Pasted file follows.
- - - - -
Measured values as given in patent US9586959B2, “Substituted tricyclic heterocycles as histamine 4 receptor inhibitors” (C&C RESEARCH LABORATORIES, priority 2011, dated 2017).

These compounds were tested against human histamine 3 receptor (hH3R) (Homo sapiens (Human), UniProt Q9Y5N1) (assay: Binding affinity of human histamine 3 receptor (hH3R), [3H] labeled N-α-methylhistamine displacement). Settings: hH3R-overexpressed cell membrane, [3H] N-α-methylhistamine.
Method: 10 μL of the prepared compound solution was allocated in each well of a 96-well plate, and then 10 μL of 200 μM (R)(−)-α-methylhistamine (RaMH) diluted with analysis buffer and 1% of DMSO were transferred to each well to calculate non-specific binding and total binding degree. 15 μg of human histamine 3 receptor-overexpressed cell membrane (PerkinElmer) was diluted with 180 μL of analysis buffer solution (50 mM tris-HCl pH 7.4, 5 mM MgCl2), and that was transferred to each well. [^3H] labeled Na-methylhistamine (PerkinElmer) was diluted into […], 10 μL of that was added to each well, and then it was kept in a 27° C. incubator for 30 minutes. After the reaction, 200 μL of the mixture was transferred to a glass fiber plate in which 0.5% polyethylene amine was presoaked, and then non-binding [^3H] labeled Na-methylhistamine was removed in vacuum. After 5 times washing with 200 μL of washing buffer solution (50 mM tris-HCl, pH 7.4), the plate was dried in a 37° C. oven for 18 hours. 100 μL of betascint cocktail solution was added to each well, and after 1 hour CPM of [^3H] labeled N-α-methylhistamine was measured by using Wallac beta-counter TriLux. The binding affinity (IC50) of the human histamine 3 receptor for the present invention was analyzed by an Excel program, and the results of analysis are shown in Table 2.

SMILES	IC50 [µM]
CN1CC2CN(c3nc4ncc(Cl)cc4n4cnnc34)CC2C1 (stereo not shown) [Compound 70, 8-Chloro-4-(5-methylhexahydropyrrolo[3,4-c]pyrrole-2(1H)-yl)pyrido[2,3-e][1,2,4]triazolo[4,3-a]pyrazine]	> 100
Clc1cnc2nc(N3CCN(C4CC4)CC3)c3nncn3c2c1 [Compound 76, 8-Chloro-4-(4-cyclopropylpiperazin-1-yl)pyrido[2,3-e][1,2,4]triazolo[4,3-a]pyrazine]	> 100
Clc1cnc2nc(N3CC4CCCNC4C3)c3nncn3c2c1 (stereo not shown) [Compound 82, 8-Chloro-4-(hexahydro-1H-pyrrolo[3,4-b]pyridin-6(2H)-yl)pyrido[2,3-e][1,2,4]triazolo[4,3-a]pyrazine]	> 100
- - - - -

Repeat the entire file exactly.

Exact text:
Measured values as given in patent US9586959B2, “Substituted tricyclic heterocycles as histamine 4 receptor inhibitors” (C&C RESEARCH LABORATORIES, priority 2011, dated 2017).

These compounds were tested against human histamine 3 receptor (hH3R) (Homo sapiens (Human), UniProt Q9Y5N1) (assay: Binding affinity of human histamine 3 receptor (hH3R), [3H] labeled N-α-methylhistamine displacement). Settings: hH3R-overexpressed cell membrane, [3H] N-α-methylhistamine.
Method: 10 μL of the prepared compound solution was allocated in each well of a 96-well plate, and then 10 μL of 200 μM (R)(−)-α-methylhistamine (RaMH) diluted with analysis buffer and 1% of DMSO were transferred to each well to calculate non-specific binding and total binding degree. 15 μg of human histamine 3 receptor-overexpressed cell membrane (PerkinElmer) was diluted with 180 μL of analysis buffer solution (50 mM tris-HCl pH 7.4, 5 mM MgCl2), and that was transferred to each well. [^3H] labeled Na-methylhistamine (PerkinElmer) was diluted into […], 10 μL of that was added to each well, and then it was kept in a 27° C. incubator for 30 minutes. After the reaction, 200 μL of the mixture was transferred to a glass fiber plate in which 0.5% polyethylene amine was presoaked, and then non-binding [^3H] labeled Na-methylhistamine was removed in vacuum. After 5 times washing with 200 μL of washing buffer solution (50 mM tris-HCl, pH 7.4), the plate was dried in a 37° C. oven for 18 hours. 100 μL of betascint cocktail solution was added to each well, and after 1 hour CPM of [^3H] labeled N-α-methylhistamine was measured by using Wallac beta-counter TriLux. The binding affinity (IC50) of the human histamine 3 receptor for the present invention was analyzed by an Excel program, and the results of analysis are shown in Table 2.

SMILES	IC50 [µM]
CN1CC2CN(c3nc4ncc(Cl)cc4n4cnnc34)CC2C1 (stereo not shown) [Compound 70, 8-Chloro-4-(5-methylhexahydropyrrolo[3,4-c]pyrrole-2(1H)-yl)pyrido[2,3-e][1,2,4]triazolo[4,3-a]pyrazine]	> 100
Clc1cnc2nc(N3CCN(C4CC4)CC3)c3nncn3c2c1 [Compound 76, 8-Chloro-4-(4-cyclopropylpiperazin-1-yl)pyrido[2,3-e][1,2,4]triazolo[4,3-a]pyrazine]	> 100
Clc1cnc2nc(N3CC4CCCNC4C3)c3nncn3c2c1 (stereo not shown) [Compound 82, 8-Chloro-4-(hexahydro-1H-pyrrolo[3,4-b]pyridin-6(2H)-yl)pyrido[2,3-e][1,2,4]triazolo[4,3-a]pyrazine]	> 100